I love how inspiration will find its way in when I least expect it. I marvel at how I can be wiped out, dried out, seemingly emptied out and then (when my guard is down or more accurately when I have stopped the seeking, the efforting) unexpectedly something wonderful and magical pops up before my tired eyes.
Or should I say my ears? Preparing for a holiday fair, I was in a beading frenzy making bracelets to sell. I was wondering about the sanity of having said Yes to this event as overwhelm was taxing my energy reserves. Keine Lust as they would say auf Deutsch. One soothing balm for me is the voice of On Being podcast host, Krista Tippett. To the archives I went!
When you are seeking inspiration, who do you turn to? I listened to several shows that immediately filled my tank: Ellen Langer and The Science of Mindlessness and Mindfulness; Atul Gawande, What Matters in the End; and James Martin, Finding God in All Things. But what really rocked my world inside and out was illustrator/writer Maira Kalman's interview: The Normal, Daily Things We Fall in Love With.
Obviously, I was beading for a very, very long time ...
But Kalman's conversation on how our lives are comprised of all these moments of wonderment and worry, joy and angst, sorrow and delight and how she embraces it all in her art and her writing ... it just sung to me. Her work evokes a deep curiosity and appreciation for all of the details that make up one's world, one's life. That she loves and celebrates dogs in much of her work was a huge hook for me. ("They are constant reminders that life reveals the best of itself when we
live fully in the moment and extend our unconditional love. And it is
very true that the most tender, uncomplicated, most generous part of our
being blossoms without any effort when it comes to the love of a dog.”) But this!
Okay, first thing ... I totally know my mother is smiling down upon me, nodding her head in agreement over utter wonderfulness of this all. I have no doubt if my mother was still alive, she would have read about Maira Kalman and then clipped the article to pass on to me.
I also know that my mother's closet was HER artwork, her opus, her masterpiece. I understand now why cleaning that closet after her passing was such a monumental task ... and I weep right now with the realization of all that it meant to her and in turn all it means to me as the one who stood witness to its message.
I look around my home and I see how I am my mother's daughter. I see the same love of things ... which is really a preservation of memories, a cherishing of events and experiences and a celebration of richness IN living. The objects we hold on to and cherish speak to who we are and how we love; they bear witness to our hearts and our dreams, our hopes and our aspirations. My mother's closet was filled with shoes and clothes lovingly lined up and organized. She would joke that for a girl who grew up with one pair of shoes, she did pretty well for herself. It wasn't just that she loved nice clothes after a childhood of lack; she didn't merely survive the conditions of her upbringing ... she thrived. And she thrived because she was determined to do so.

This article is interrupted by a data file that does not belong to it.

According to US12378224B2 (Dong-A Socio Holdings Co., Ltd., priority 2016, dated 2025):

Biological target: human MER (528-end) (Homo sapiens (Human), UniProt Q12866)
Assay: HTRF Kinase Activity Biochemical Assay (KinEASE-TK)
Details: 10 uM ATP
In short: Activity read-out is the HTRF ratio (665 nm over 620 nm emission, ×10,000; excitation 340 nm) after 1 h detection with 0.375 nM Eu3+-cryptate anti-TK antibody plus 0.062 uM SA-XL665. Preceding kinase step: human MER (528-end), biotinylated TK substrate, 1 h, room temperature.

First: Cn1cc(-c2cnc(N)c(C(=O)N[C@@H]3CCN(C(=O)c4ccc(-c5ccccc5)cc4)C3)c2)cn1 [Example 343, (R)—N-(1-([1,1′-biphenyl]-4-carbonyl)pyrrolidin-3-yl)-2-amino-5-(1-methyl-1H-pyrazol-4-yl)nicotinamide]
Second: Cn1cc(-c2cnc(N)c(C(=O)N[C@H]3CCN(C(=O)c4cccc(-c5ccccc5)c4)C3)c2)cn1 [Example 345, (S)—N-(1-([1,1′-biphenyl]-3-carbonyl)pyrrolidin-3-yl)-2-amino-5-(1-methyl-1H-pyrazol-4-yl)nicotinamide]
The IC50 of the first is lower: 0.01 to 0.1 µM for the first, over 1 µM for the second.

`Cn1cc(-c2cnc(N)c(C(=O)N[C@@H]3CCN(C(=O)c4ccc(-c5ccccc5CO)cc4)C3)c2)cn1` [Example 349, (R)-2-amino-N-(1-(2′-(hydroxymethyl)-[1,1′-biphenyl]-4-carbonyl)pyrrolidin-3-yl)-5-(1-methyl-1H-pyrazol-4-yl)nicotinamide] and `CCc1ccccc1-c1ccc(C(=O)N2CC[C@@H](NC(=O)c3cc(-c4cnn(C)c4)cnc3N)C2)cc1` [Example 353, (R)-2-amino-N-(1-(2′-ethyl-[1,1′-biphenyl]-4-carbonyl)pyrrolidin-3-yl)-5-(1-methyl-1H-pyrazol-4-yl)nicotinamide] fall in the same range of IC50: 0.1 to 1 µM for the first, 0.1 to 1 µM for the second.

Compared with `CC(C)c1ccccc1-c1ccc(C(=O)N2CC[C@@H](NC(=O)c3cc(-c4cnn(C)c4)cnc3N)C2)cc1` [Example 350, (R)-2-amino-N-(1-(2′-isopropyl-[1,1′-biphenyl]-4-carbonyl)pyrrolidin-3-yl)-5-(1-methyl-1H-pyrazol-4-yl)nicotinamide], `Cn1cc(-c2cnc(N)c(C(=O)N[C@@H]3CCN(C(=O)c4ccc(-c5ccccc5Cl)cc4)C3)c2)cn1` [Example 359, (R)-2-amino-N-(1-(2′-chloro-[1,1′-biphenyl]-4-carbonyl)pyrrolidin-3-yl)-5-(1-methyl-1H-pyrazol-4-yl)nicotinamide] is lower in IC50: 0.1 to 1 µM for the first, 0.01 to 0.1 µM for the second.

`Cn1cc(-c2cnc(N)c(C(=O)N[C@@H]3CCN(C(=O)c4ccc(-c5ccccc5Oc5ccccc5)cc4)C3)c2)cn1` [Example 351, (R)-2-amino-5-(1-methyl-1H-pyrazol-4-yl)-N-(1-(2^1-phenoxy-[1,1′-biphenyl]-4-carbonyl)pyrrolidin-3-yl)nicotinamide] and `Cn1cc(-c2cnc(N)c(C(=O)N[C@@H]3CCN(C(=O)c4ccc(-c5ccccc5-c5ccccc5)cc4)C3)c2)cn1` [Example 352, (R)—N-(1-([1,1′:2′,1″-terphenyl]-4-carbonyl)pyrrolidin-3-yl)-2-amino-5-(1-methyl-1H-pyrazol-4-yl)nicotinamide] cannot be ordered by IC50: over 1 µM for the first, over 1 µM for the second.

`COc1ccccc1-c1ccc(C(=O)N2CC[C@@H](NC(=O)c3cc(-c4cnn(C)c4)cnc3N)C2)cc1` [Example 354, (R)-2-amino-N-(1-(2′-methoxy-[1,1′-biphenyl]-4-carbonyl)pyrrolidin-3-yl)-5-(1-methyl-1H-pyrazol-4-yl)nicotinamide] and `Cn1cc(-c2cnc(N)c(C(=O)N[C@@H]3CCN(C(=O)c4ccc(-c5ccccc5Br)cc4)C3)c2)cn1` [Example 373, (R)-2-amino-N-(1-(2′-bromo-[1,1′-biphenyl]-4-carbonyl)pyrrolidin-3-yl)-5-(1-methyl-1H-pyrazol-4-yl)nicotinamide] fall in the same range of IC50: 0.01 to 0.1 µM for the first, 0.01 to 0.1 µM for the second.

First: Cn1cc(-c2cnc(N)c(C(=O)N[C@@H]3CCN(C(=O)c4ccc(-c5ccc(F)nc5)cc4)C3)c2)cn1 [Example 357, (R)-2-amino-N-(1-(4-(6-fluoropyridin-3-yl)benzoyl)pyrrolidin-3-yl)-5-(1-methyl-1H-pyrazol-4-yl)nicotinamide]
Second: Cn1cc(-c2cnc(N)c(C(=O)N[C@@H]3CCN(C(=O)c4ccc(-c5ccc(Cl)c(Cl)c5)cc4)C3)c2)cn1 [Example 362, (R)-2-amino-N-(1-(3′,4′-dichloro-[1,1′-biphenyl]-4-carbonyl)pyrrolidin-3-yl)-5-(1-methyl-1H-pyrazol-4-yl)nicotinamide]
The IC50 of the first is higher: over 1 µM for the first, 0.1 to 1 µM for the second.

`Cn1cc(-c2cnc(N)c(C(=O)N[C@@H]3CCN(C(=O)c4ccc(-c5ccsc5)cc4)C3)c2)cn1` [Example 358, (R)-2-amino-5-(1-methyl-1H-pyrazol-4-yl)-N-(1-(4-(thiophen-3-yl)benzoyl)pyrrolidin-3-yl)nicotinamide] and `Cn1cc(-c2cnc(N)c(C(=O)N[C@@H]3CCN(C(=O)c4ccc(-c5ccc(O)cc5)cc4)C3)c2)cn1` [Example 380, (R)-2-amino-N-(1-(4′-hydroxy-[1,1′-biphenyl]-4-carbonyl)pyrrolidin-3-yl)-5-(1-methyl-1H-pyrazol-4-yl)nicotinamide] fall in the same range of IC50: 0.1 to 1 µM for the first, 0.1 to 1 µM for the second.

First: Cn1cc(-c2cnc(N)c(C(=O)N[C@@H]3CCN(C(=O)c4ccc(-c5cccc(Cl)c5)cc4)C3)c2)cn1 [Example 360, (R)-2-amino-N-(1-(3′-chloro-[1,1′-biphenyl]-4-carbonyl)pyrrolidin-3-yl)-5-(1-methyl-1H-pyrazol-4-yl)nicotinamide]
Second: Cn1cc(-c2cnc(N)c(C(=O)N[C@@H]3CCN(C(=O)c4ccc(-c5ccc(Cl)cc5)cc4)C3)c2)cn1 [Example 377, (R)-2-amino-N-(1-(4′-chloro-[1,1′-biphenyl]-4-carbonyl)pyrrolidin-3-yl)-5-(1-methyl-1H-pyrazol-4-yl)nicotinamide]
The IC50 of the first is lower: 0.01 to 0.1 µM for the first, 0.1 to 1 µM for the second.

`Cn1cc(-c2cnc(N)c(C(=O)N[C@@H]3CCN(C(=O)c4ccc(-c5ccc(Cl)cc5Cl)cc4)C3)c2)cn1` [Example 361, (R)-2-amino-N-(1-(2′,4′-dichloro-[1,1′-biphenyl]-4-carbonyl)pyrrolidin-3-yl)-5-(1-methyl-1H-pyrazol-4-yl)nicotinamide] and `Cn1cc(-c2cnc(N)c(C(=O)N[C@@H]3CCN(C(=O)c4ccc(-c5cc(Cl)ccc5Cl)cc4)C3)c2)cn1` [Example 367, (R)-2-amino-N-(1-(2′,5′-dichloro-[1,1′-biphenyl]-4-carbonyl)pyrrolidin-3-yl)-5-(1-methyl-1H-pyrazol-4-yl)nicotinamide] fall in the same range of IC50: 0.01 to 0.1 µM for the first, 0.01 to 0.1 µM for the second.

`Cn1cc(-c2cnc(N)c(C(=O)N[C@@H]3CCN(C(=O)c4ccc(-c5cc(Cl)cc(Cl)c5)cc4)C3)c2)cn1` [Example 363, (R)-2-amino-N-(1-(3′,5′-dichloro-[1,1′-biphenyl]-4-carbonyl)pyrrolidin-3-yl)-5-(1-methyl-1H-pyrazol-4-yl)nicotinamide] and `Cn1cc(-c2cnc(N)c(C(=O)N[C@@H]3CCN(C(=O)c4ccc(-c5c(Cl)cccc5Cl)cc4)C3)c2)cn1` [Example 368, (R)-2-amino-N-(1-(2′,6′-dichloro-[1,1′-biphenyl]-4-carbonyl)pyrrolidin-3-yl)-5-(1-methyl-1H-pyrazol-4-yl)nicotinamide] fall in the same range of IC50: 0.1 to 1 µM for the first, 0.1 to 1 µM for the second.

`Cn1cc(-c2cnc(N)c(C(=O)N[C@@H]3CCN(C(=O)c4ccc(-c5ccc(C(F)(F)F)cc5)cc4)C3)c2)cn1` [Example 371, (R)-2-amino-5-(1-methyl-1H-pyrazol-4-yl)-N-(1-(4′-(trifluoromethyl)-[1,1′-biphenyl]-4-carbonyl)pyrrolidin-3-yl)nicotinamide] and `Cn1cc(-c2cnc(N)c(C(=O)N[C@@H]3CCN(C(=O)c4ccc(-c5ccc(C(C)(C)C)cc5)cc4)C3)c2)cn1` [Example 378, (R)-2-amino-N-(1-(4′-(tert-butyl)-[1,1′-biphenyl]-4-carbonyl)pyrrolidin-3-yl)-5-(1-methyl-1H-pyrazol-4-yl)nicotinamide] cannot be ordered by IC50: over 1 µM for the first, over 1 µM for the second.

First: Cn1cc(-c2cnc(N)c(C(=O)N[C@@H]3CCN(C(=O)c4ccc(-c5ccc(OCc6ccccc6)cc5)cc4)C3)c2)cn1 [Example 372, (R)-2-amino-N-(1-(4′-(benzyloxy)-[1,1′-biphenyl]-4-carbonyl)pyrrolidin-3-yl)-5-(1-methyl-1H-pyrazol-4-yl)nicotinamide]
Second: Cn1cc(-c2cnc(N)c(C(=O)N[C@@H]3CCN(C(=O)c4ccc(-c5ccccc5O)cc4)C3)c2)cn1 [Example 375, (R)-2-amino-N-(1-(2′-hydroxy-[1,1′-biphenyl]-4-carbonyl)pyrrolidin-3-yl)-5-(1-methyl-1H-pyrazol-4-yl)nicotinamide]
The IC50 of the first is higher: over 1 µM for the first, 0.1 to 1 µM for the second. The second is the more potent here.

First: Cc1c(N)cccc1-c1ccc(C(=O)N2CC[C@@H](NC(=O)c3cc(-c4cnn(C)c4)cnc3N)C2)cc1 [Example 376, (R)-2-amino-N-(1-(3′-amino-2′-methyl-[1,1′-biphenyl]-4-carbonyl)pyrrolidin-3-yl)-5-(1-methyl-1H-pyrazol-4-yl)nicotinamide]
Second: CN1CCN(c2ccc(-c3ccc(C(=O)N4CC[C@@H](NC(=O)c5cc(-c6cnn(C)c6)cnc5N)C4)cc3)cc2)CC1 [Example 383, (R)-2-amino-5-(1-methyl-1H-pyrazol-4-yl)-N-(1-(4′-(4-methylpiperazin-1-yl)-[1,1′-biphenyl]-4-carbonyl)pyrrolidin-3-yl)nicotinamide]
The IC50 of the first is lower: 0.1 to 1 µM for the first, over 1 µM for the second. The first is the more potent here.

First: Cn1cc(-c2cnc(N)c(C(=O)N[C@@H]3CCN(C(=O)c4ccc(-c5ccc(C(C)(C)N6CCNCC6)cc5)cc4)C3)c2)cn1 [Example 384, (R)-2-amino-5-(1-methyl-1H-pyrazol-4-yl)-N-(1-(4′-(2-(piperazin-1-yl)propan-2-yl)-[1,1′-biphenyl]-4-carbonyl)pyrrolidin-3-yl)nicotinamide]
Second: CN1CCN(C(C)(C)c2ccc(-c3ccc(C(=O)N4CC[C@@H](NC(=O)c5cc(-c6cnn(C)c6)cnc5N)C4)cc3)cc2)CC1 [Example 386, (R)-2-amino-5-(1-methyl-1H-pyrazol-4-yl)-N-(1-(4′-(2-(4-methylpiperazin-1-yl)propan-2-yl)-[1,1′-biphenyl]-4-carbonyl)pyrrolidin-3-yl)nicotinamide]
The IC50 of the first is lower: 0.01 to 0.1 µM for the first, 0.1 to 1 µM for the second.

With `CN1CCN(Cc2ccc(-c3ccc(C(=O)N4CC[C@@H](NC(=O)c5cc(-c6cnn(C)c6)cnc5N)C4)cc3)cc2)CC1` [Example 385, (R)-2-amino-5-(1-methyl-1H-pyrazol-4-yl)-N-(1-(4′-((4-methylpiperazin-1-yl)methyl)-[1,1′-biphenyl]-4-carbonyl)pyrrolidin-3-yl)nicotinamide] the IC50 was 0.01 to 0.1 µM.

My mother never went to college but a university professor once told me "Your mother is the most educated person in this room." And it was true. She read voraciously. She learned through books and lectures and listening to others. She returned to work in her fifties so she could use her money to travel. And did she travel! Stashed away in boxes in her closet were the many postcards and brochures collected on her numerous trips abroad. I also found the letters and cards from the many friends she made while traveling - friendships she maintained over the years and across the sea. I even found tucked away in a dresser drawer the application to renew her passport. It broke my heart to consider her filling it out, hopeful for one last adventure.
My mother was insatiable in her quest for the perfect shade of lipstick. My entire life I have been fascinated by the variety of colors and creativity in the naming of those many tubes of coral and pink hues. She was always put together, clothing, jewelry, makeup and shoe wear flawlessly coordinated. I think it spoke to her sense of self sufficiency and her pride in a life lived fully and with no real regrets.
As I sit with all these memories I find myself considering what - or how - will I be remembered? How am I honoring my life? I've pulled out my sketchbook and once again filling it with images of the things I love, the small things from my day, my life that spark immense joy and love within me. If I know anything, it is that the details will end up being the most treasured pieces of my life and in turn it is in through details that I will be remembered. The stories we create from the details of our lives, that is where the magic and the artistry can be found.
I think of my mother and I remember her morning ritual of a cup of instant coffee (Sanka, thank you) in a china tea cup always ALWAYS with a saucer and a a Stella D'Oro brand Breakfast Treat. Elegance and practicality. I think of her crossword puzzles (which I now do every morning, but never could I aspire to the Times puzzle which she completed ... in pen of course ...) and I am grateful she taught me to be so fiercely myself, to love with no excuses, to follow my curiosity and sense of wonderment and to always, always bring home a souvenir from my journeys.
Once again, I feel the warmth of my mother's love and her encouragement reaching out to support me. I do what fills me with love - my art and my teaching and my home life are all one and the same - but I also know my mother loves all that I do. She is smiling ... and so am I.